IPP>MOD Ambiguity in what groups should be in an

IPP>MOD Ambiguity in what groups should be in an

IPP>MOD Ambiguity in what groups should be in an

Ron Bergman rbergma at dpc.com
Fri Nov 14 11:35:30 EST 1997


I support Bob's position on number 1.  This will allow new groups to be
added to the protocol and servers that support older versions of the
protocol will still be useable, as long as fidelity is false.  This does
not obsolete old equipment.  As Bob stated this situation is "similar to
unrecognized operation attributes."  I would go further and say it is
almost identical!


I support Scott's position on number 2.  If the order is specified, it
must be followed and must be enforced by the server.  For the case in
Bob's examnple where the server "decodes and validates in one step" the
order must be enforced.  For clients to operate with this type of server
they have no choice but to provide the proper order.  I see no problem
with someone designing a server to accept any order, but the specification
should not recommend this approach.




	Ron Bergman
	Dataproducts Corp.




On Thu, 13 Nov 1997, Robert Herriot wrote:


> The reason that I favor b for 2 below is that it decreases server
> complexity.  If a server decodes and validates in one step, then it is
> hard to process them out of order and the server should reject the
> operation, but if a server first decodes and then validates, it may be
> more of a burden for the server to check for order than to ignore it
> and the server should be free to accept such an operation.   I agree
> that the client must follow the order, but the question is whether a
> server MUST reject an operation that is out of order.
> 
> The reason that I favor b for 1 is so that a server will not reject
> operations that have unknown extensions, such as extra groups.  This
> is another fidelity issue. If a user doesn't care about fidelity, then
> as long as the server can somewhat understand the operation, it should
> be free to try its best.
>  
> > From SISAACSON at novell.com Thu Nov 13 16:28:17 1997
> > 
> > 
> > 
> > >>> Robert Herriot <Robert.Herriot at Eng.Sun.COM> 11/12/97 08:39PM >>>
> > > 
> > > 1)  What should a printer do if an operation contains an unexpected
> > >     group, e.g. a printer-attributes-tag.
> > >      a) reject the operation always.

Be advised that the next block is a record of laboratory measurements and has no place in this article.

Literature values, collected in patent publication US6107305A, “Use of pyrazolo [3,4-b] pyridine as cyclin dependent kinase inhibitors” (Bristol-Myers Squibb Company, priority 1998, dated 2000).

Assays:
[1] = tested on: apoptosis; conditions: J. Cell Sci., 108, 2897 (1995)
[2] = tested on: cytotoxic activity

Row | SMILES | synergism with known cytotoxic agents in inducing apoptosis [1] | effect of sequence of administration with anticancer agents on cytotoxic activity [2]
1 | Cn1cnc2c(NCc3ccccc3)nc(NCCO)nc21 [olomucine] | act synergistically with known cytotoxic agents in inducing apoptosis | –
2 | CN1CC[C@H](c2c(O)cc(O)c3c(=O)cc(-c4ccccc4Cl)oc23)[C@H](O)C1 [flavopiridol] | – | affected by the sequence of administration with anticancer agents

> > >      b) reject a create job operation if ipp-attribute-fidelity is 
> > >         true and ignore the group for other operations and for 
> > >         ipp-attribute-fidelity is false. Return a new attribute
> > >         'unsupported-groups' with the tag values that were ignored.
> > >
> > >    I favor b because it is similar to unrecognized operation attributes.
> > 
> > I favor a.  It is a BUG if this happens.  The implementers on the client
> > side did not  read the spec correctly and they are not conforming.  The
> > server code has to be much more complex to handle them in any order.  We
> > keep burdening the poor server implementations ( I thought we were expecting
> > that this might be embedded in network attached printers!?)
> 
> > 
> > > 2)  What should a Printer do if the correct groups are present but
> > >    in the wrong order, e.g. Job Template attributes precede the
> > >    operation attributes.
> > >       a) reject the job
> > >       b) allow an implementation to accept or reject an operation
> > >
> > >    I favor b. Client should be required to follow the order, but
> > >    servers/printers need not enforce the order. 
> > 
> > Again, I favor a.   It is a bug.  The implementer that sends them in the
> > wrong order is not compliant.  If we would allow option b we would be
> > enabling poor software not interoperability.  Why have a spec if everything
> > is optional
> > or can come in reverse order or weird stuff can come in any order, ....
> > 
> > > 3)  If Get-Attributes is returning no job/printer attributes, does it
> > return
> > >        a) a Job/Printer group which is empty or 
> > >       b) no Job/Printer group
> > >
> > >   I favor a so that there is always an expected group.
> > 
> > Now your talking.  I favor a too.
> > 
> > Scott Isaacson
> > 
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> 



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